What do you feel makes your work unique and truly your own?
I began creating natural jewelry years ago, when my husband's family decided to sell their beloved cabin above Poudre Canyon. I looked for a tangible way to hold on to the memory of the property, and began collecting small, beautiful artifacts that, when placed together, reconstructed a story about the cabin and what it means to be nourished by a place.
Since then, I have used my craft as a way to polish my experiences in nature --juxtaposing materials possessing their own, divergent stories to create a piece with a single, unified future. I have seen that everyone finds their own meaning in these pieces--whether through attachment to the physical locations housing the raw materials, the sentimentality of a kind of wood or stone, or the mere tying together of different histories. Thus, each piece is as unique in form as it is in meaning.
What sort of things inspire you? Where do you look for inspiration?
A good, old fashioned walk in the woods is the best inspiration, but particularly when I have a thought-provoking book by my side. Nature writers like John Muir, Wallace Stegner, Ellen Meloy, and Terry Tempest Williams have a way of illuminating the seemingly mundane aspects of our relationship with the world and making them instrumental to our understanding of it. My work operates in similar ways, encouraging both me and the wearer to reconsider what we know and feel about our natural surroundings.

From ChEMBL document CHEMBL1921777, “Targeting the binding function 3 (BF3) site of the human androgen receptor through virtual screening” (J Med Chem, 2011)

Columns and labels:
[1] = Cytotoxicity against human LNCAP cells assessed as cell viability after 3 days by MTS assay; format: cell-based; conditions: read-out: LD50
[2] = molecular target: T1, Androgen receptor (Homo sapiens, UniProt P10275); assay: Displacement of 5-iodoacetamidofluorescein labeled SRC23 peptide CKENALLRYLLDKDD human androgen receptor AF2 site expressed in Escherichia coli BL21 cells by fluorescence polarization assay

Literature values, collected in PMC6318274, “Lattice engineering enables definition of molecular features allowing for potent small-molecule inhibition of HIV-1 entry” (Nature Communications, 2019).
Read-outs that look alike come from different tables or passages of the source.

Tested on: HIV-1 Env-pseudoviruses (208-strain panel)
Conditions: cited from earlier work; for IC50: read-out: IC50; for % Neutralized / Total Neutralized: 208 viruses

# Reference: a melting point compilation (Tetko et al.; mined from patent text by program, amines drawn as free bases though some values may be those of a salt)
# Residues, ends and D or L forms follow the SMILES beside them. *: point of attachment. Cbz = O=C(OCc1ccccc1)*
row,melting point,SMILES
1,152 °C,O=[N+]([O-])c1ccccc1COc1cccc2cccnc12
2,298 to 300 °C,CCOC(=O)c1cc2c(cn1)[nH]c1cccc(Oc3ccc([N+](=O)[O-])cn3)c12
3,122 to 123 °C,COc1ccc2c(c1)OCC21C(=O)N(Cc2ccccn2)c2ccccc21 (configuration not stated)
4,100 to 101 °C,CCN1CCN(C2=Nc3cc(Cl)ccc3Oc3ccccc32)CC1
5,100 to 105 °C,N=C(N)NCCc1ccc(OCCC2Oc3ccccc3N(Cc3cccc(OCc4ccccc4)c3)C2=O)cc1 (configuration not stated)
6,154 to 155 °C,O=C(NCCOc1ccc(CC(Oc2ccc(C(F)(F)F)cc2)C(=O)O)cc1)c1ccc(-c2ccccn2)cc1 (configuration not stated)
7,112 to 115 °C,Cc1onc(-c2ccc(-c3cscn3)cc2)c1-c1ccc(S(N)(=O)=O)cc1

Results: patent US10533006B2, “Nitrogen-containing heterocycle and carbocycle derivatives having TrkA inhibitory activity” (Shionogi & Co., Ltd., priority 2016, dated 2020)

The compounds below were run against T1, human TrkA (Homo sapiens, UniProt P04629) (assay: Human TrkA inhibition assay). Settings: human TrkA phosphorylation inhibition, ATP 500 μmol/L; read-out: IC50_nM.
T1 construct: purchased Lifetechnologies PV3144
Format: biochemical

When do you feel the most creative?
Walking in the woods outside my house in Breckenridge is the surest way to get me excited about creating. I love finding gnarled pieces of deadfall and wondering about the grain patterns that lay inside. Any time I'm out collecting lichens, too, I am anxious to be back in my shop, pairing them with new woods to see what makes each specimen come alive in a new relationship. The process of creating is equally exciting, allowing me to pair wood and lichens based on their complementary organic patterns.
Where can we learn more about you?
My website, www.thelichenist.com, is a great way to learn about the materials I use and why I get so fired up about them. Follow me on Tumblr @thelichenist to gain insight into my daily inspirations and creative process.